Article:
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COMMONWEALTH PENNSYLVANIA v. ERIC MARTINSON (11/09/87)

filed: November 9, 1987.

COMMONWEALTH OF PENNSYLVANIA, APPELLANT,
v.
ERIC MARTINSON, APPELLEE



Appeal from the Order of the June 29, 1986 in the Court of Common Pleas of Philadelphia County, Criminal No. 86-01-776-78.

COUNSEL

Frances G. Gerson, Assistant District Attorney, Philadelphia, for Com., appellant.

John G. McDougall, Philadelphia, for appellee.

Cirillo, President Judge,*fn* and McEwen and Montemuro, JJ.

Author: Mcewen

[ 368 Pa. Super. Page 133]

The Commonwealth has taken this appeal from an order which granted appellee's motion to suppress,*fn1 and argues that the hearing court erred when it directed the suppression of evidence discovered by police officers during an inventory search of a motor vehicle in their custody. We agree and reverse.

Two Philadelphia police officers, on patrol on the Schuylkill Expressway on December 31, 1985, halted a vehicle after they had observed it endanger other vehicles by weaving back and forth in traffic, across the dividing lines, at a slow rate of speed. The vehicle was occupied by a minor female driver who was unable to provide the officers with any form of identification, and a male passenger. The operator initially lied to the police concerning her identity, had red, watery eyes, provided slow responses to questions, was unable to produce a driver's license or vehicle registration, and stated that she did not know who owned the car. As a result of her demeanor, the driver was arrested on suspicion of driving while under the influence.*fn2 Appellee,

[ 368 Pa. Super. Page 134]

    the passenger, was asleep when the vehicle was halted, but awoke to the questions of the officers and stated that he had borrowed the vehicle from a friend, and had given the minor driver permission to operate the car. When asked to produce identification, appellee got out of the car and reached for his belt, causing one of the officers to grab his arm. Appellee responded that he was merely reaching for his money and displayed to the officer a clear plastic bag of currency, later determined to be a sum in excess of $6,000.00. When appellee attempted to supply identification, he stated that he "lived in Philadelphia", but produced a Virginia driver's license issued to "Eric Martinson". The officer had noticed a Pennsylvania Welfare Department medical card in the appellee's wallet as he searched for his license. Appellee, upon request of the officer, displayed the card which had been issued to "Anthony Merkel". While the police were not certain that appellant had been drinking intoxicants, the manner of his response to their questions and the glassy condition of his eyes led them to conclude that appellee wasn't "in any better condition than [the arrested driver] was" to operate the vehicle. The officer who had the more direct contact with appellee at the scene, when asked why appellee was not allowed to drive the car from the scene, testified at the suppression hearing:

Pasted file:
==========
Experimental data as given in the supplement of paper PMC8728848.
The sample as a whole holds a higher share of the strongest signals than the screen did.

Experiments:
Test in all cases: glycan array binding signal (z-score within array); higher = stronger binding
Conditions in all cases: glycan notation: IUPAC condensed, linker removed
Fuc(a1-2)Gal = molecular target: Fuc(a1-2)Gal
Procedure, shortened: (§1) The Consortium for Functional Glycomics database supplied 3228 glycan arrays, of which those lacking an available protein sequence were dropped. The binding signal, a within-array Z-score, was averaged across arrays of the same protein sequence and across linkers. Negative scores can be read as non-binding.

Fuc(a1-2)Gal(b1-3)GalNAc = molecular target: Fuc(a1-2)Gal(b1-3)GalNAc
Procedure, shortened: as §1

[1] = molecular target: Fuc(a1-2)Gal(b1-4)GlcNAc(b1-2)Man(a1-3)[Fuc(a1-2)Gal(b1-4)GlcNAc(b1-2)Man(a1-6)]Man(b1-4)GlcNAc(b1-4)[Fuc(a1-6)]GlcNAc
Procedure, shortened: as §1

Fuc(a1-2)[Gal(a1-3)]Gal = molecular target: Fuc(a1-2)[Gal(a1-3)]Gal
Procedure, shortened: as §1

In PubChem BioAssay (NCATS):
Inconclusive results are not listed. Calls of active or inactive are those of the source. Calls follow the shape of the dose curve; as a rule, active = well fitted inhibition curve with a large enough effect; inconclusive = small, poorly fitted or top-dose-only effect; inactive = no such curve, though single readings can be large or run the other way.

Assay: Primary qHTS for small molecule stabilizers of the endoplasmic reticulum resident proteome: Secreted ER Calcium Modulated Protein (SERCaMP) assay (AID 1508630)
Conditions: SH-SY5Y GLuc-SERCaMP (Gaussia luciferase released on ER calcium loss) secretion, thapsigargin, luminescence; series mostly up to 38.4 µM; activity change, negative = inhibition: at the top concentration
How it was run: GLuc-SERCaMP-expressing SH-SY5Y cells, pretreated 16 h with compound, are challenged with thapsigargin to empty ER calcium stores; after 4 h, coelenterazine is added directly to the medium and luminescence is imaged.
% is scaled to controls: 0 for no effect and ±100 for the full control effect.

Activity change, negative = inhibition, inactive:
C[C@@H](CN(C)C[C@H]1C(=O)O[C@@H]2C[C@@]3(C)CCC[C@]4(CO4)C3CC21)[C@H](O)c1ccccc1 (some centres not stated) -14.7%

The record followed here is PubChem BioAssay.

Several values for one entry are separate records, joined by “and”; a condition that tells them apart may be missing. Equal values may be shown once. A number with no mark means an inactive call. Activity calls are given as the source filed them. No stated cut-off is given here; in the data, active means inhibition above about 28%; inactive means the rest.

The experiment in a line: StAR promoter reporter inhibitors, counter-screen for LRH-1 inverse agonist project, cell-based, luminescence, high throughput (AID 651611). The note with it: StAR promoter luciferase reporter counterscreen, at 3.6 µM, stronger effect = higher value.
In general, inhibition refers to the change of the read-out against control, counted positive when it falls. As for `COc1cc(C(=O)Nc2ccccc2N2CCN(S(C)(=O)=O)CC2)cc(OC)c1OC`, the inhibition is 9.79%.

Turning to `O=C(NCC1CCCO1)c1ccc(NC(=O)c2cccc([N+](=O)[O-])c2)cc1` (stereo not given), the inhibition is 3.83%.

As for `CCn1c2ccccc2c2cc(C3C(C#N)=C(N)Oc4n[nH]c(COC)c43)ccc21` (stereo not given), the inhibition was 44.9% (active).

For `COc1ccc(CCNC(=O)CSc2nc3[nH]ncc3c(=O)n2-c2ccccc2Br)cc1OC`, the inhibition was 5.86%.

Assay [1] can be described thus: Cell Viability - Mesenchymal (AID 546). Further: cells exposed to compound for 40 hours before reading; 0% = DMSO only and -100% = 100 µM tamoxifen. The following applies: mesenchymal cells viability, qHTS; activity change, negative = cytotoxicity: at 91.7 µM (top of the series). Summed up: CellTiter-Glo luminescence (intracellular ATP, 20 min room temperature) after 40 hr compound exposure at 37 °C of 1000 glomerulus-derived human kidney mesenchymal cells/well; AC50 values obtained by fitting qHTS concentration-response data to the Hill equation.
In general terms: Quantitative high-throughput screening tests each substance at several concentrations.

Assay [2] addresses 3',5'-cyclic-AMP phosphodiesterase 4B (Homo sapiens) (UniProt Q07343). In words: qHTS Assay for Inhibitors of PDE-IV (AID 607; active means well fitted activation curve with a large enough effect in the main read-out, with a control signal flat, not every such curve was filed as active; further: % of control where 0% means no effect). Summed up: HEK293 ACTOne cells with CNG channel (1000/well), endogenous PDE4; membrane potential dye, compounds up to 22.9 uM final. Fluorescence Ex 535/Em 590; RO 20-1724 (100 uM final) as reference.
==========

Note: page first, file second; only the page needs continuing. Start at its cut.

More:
A. Well, at that time, I decided that we would take him into headquarters to find out exactly who he was.

Also, since he said he had borrowed the car from a friend, we were going to -- since we had to investigate the ownership of the car, we would take him and the vehicle in and investigate that further at headquarters.

A. I wasn't positive that Mr. Martinson was Mr. Martinson or Mr. Merkel. As I said, he had two different identifications on him, and I had some doubt as to who he was. No one had produced any information on the ownership of the car, and I didn't believe his condition was such that he would be able to drive. (emphasis supplied).

[ 368 Pa. Super. Page 135]

Immediately upon returning to the precinct, one of the officers ran a computer check on the vehicle as well as the names "Anthony Merkel" and "Eric Martinson." No record of the registration of the vehicle was discovered. The officers had, at that time, no means of ascertaining the ownership of the car as appellee had stated that he "would not give us any information once we got into the district. He said only that his name was Eric Martinson." [N.T. 35].*fn3 The computer check additionally disclosed that while no warrants were outstanding for Eric Martinson, a warrant for Anthony Merkel had been issued by the State of Maryland.

The officer further testified that he related all of this information to his supervisor who instructed him to take the car into custody until the identity of the owner could be ascertained. Subsequently, pursuant to Philadelphia Police Department regulations,*fn4 an inventory search of the car was conducted, during the ...


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